Eye Candy for Today: Lorenzo Lotto’s Madonna and Child

Madonna and Child with Saints Catherine and Thomas (sacra conversazione), Lorenzo Lotto
Madonna and Child with Saints Catherine and Thomas (sacra conversazione), Lorenzo Lotto

On Google Art Project, high-resolution downloadable file on Wikimedia Commons, original it in the Kunsthistorisches Museum Vienna.

The 16th century venetian master gives us an idyllic tableau of serene faces, beautifully painted. The angel is just… angelic.

Olivier Pron

Olivier Pron: concept artist and matte painter
Concept artist and matte painter Olivier Pron has film credits that include Cloud Atlas, Watchmen, X-Men: The Last Stand, Iron Man 3 and Guardians of the Galaxy.

It looks at though he may be using a combination of digital painting and models, but I can’t be certain. His blog was only started this month, and there is little background information.

The selection of his work, though not extensive, is impressive, particularly in his ability to use atmospheric and linear perspective to suggest vast scale.

[Via Concept Art World]

Eye Candy for Today: Bloemaert tree studies

Studies of Two Pollard Willows, Abraham Bloemaert
Studies of Two Pollard Willows, Abraham Bloemaert

Pen and brown ink with watercolor. Roughly 8×12 inches (20x30cm). In the Metropolitan Museum of Art.

Simple, direct and beautifully economical observation from nature. Not a superfluous line.

Kenny Harris

Kenny Harris, room interiors, landscape, still life
California based painter Kenny Harris paints landscapes, still life and figurative works, but it is his extraordinary room interiors that captured my attention.

Bathed in soft, often indirect light, punctuated by brighter passages of windows or doorways, his interiors are rendered in subtle, dimensional layers of muted colors and painterly textures.

Harris studied Fine Art at the Colorado College in Colorado Springs, and then continued studying the classical tradition at the Charles Cecil Studios in Florence, Italy, and at the Art Students League in new York, where he was a student of the prominent American painter and teacher Frank Mason.

Though he studied in Italy, to my eye, his interior paintings carry echoes of the interiors of Dutch masters like Pieter de Hooch, Vermeer and Gabriel Metsu — and perhaps even more so, 19th century Amreican painters who were influenced by them, like William McGregor Paxton and Edmund Charles Tarbell. (I was immediately reminded of Tarbell’s sketch for Across the Room, when I saw Harris’ sketch shown above, bottom.)

Harris is a painter whose interpretations of light, while poetic, seem unerringly true. In particular, I love the way he portrays light from doors and windows splashing across the surfaces of aging wooden floors (again bringing Tarbell to mind).

Whether these artists were actual influences on Harris is just conjecture, as the biographical information on his website is not extensive.

What is to be found on his site, however, is a beautiful selection of his work, from his apparently extensive travels, as well as his immediate surroundings. Be sure to click on the initial images in each section to bring up the larger images, which reveal his work to be more painterly than you might think from smaller reproductions.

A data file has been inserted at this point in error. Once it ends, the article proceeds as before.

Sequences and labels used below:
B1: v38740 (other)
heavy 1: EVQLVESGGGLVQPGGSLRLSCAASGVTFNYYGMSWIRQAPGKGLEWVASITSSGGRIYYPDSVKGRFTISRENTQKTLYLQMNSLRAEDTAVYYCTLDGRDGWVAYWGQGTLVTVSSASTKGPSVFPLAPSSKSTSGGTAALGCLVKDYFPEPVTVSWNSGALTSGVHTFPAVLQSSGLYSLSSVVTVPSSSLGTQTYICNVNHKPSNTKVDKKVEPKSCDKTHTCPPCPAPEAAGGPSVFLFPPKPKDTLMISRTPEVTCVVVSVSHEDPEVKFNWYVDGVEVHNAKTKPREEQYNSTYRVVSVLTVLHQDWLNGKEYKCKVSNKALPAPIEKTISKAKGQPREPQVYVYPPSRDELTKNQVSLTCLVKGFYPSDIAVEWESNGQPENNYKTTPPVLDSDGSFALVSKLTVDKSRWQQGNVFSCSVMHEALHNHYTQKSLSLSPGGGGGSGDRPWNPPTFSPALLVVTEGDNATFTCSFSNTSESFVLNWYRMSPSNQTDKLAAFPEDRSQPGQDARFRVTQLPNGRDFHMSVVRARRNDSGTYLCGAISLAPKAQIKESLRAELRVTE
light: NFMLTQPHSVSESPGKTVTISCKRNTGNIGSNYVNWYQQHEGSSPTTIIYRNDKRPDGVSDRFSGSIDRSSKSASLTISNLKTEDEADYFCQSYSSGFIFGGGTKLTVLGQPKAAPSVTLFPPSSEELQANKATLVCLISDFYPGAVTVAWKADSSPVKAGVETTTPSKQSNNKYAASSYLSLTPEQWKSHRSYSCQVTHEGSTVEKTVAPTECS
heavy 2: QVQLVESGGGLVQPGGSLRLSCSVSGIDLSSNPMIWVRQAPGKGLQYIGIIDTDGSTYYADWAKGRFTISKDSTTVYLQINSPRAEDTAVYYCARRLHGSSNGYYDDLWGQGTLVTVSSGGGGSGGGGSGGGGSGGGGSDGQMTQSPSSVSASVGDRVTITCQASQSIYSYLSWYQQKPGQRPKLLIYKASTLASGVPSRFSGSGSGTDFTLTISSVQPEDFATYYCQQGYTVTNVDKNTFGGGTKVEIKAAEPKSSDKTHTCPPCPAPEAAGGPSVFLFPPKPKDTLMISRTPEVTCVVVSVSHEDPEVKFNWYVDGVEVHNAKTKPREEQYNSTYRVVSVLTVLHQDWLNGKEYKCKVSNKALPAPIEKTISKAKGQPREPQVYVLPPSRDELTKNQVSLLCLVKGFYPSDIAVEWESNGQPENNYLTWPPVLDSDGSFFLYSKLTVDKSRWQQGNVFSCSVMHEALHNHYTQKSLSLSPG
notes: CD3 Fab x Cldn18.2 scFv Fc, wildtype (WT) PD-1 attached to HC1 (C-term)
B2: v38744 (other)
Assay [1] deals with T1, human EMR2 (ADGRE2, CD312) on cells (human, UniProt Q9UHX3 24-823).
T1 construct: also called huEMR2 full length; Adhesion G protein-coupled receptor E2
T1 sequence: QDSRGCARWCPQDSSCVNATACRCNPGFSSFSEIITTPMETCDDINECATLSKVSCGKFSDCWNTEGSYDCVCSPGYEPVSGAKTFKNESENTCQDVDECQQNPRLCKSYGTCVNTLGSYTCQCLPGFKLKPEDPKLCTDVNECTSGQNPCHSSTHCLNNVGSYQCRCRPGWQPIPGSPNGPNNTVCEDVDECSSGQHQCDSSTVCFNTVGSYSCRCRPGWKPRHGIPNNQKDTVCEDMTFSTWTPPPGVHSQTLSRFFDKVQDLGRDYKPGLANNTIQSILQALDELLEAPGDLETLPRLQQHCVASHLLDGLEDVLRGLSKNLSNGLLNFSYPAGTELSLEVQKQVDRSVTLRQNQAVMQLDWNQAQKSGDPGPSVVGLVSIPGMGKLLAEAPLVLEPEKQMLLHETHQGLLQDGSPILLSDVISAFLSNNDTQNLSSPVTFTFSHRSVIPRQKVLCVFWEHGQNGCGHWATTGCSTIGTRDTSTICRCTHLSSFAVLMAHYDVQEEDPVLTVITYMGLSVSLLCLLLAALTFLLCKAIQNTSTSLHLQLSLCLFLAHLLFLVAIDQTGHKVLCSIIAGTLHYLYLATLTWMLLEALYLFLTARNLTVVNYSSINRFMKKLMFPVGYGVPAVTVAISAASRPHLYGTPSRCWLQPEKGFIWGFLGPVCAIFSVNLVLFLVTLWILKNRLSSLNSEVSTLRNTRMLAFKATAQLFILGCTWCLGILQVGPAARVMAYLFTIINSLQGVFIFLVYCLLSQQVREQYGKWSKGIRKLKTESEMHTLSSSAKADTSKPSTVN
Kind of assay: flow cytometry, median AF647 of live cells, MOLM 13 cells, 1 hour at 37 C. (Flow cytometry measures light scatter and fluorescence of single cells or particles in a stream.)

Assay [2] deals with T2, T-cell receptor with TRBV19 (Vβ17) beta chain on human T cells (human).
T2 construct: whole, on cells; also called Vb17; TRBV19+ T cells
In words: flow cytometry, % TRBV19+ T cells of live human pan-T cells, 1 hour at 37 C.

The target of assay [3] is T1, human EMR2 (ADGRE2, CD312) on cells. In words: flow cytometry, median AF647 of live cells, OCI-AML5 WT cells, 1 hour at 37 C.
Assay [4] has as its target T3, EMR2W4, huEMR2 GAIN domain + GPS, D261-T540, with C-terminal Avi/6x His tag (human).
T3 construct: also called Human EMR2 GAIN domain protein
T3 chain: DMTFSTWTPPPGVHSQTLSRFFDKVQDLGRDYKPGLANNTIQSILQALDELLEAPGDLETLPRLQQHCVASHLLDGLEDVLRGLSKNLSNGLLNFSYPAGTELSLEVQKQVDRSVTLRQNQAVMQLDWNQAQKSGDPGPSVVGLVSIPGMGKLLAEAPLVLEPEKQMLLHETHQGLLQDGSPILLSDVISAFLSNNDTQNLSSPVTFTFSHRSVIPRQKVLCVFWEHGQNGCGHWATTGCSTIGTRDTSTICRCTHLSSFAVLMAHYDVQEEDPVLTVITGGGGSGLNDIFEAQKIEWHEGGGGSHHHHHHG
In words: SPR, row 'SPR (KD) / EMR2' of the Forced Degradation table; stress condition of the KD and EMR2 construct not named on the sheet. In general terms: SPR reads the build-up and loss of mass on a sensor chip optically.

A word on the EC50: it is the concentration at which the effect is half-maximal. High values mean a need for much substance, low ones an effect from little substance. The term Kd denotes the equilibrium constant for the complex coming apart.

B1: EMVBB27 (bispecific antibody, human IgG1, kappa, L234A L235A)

[Exhibition update: The work of Kenny Harris will be on display in NY at the George Billis Gallery, from September 30 to October 31, 2014.]

Eye Candy for Today: Van Gogh Autumn landscape

Autumn Landscape with Four Trees, Vincent van Gogh
Autumn Landscape with Four Trees, Vincent van Gogh

You might come across versions of this image on the web that are much more colorful — with bright oranges and reds — but despite Van Gogh’s penchant for brilliantly high-chroma paintings in his later career, I don’t believe that’s the case here.

I haven’t see the original, but this is from the middle of Van Gogh’s career, a point at which he was surprisingly true to nature (and to the 17th century Dutch painters from which he initially took inspiration), and it looks to me like these are brown leaves on an overcast day.

The best reproduction I’ve found is on WikiArt (large version here). The original is in the Kröller Müller Museum, whose small, dim website reproduction is not very helpful.

Brian Miller (Orlin Culture Shop)

Brian Miller (Orlin Culture Shop) illustration
Brina Miller is a Colorado based illustrator who brands himself as Orlin Culture Shop. His clients include Adobe, GQ Magazine, Popular Mechanics, Scientific American, and Penguin Publishing, among others.

Miller works in a sharp, angular style that feels both modern and delightfully retro (maybe modern-retro-futuristic, or something like that). He utilizes both high and low chroma palettes in his compositions, often working with textural gradations in ways that add dimension to areas that might otherwise be flat.

His website has a selection of his work, as does the site of his rep at IllustratorsOnline, and his Behance portfolio; but his blog is of particular interest — featuring alternative versions, detail crops and preliminary drawings, that are often similar in composition but different in feeling from the finished pieces.

[Via Sploid/Gizmodo/Kinja]